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DeKalb looking at new tree ordinances

Published: Friday, Jan. 25, 2013 5:30 a.m. CDT • Updated: Friday, Jan. 25, 2013 2:02 p.m. CDT

DeKALB – Even if DeKalb has stronger ordinances protecting the city’s trees and vegetation, they would not have stopped ComEd from clearing the Nature Trail.

“Nothing that we currently have, nor are what we will able to find from comparable communities, is legislation to prevent ComEd from doing what it did,” City Manager Mark Biernacki said. “They have various authorities from their easements, as well as federal regulations, that would trump local ordinances.”

Because ComEd has full authority in its easement, which are areas under and around power lines, the city has limited power to control the utility’s work, Public Works Director T.J. Moore said.

“They can’t really be compelled to replace [trees,]” Moore said. “Now they can choose to replace in some instances.”

In November, several residents protested ComEd’s clearing of trees along the Nature Trail, a 1.3-mile bike path between Sycamore Road and First Street. Many residents described the area as looking like a war zone, and many blamed the DeKalb Park District for appearing to be asleep at the switch.

A number of residents and some aldermen petitioned the city to examine the possibility of a stronger tree ordinance. One suggestion was requiring entities to plant a new tree for every tree they cut down.

Some candidates for local office have talked about exploring a stronger tree ordinance.

Of all the trees in DeKalb, the city regulates 20 to 40 percent of them, Biernacki estimated. The other 60 to 80 percent are owned by other local governments, such as the park district or DeKalb School District 428, or residents.

Biernacki said the ordinance regulating trees in public areas is very effective, noting that the city can order the removal of trees on property if they are considered dangerous.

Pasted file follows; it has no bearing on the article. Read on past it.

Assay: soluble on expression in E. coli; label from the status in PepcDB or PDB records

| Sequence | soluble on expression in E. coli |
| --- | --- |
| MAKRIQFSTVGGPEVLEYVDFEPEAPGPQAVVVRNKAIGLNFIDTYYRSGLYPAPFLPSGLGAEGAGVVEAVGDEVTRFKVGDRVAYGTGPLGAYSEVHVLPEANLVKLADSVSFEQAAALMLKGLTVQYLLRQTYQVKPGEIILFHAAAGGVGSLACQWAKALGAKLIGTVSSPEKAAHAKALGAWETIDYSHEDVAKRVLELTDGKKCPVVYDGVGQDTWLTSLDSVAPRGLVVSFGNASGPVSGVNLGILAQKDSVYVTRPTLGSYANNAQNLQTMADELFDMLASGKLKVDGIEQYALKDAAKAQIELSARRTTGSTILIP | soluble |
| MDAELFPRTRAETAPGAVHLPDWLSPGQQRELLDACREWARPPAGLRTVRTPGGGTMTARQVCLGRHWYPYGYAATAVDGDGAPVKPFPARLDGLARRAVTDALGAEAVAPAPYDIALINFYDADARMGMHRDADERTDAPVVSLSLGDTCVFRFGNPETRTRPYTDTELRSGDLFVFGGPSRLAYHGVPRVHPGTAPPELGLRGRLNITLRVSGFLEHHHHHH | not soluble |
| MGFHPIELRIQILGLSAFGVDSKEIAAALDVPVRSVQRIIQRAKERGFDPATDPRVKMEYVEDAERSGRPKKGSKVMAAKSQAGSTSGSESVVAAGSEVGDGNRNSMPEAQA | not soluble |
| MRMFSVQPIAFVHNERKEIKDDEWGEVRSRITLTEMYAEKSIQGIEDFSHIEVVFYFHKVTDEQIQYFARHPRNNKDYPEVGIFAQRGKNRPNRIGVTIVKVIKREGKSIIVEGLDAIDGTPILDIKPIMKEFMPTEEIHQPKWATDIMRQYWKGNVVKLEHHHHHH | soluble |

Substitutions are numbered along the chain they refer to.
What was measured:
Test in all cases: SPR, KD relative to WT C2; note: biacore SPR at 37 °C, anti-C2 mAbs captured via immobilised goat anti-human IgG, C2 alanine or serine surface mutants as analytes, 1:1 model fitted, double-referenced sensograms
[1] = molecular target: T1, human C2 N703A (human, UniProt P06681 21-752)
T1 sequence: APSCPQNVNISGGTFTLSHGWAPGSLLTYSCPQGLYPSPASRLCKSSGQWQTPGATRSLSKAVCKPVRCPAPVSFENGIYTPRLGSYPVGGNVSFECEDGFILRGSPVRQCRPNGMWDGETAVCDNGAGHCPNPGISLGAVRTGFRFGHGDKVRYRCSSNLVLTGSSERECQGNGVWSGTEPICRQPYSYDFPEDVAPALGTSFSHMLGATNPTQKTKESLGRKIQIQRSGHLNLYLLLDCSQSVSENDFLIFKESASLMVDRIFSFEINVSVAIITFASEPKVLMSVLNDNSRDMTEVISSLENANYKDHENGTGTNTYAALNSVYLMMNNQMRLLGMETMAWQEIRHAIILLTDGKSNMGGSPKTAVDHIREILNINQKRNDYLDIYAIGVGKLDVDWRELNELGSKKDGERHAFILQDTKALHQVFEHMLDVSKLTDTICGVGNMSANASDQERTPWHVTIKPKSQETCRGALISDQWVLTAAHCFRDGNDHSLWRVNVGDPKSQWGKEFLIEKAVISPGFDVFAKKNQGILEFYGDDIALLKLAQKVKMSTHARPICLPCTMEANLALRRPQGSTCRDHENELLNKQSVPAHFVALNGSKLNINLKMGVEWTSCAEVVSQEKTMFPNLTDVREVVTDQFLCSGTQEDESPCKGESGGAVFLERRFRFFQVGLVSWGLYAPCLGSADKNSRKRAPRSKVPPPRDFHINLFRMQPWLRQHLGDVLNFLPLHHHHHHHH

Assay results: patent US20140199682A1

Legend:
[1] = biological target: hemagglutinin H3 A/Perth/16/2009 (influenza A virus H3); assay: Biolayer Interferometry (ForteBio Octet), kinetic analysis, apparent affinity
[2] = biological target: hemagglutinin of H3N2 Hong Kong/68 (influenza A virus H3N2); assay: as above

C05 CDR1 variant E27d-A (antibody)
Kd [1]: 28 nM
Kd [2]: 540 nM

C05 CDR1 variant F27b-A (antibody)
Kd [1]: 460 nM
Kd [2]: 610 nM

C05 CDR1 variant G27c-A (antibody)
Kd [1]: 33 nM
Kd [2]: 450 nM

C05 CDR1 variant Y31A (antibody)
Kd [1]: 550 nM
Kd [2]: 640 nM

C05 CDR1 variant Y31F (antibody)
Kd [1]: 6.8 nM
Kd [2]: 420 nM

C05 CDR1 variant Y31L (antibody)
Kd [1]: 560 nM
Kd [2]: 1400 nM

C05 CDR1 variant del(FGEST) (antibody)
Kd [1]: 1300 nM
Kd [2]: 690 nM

The policy question before city leaders Monday night is whether they wish to prohibit homeowners from cutting down trees on their own property. Lake Forest and Highland Park have such prohibitions.

Meanwhile, ComEd has pledged to work with the park district and local residents in restoring the vegetation along the Nature Trail. The panel consists of two park board commissioners, park district staff, ComEd representatives and two or three members of the public.

While members of the public are pleased that ComEd is involved, a number of others want ComEd to pay for complete restoration.

ComEd spokesman Paul Callighan said he cannot say for sure yet whether the utility will pay for any part of the restoration. Callighan noted the committee hasn’t met yet and “we don’t know what will be needed.”

“At this stage, all sorts of things are on the table,” Callighan said. “It’s up in the air, but we want to be a part of the planning and implementation part of this process.”

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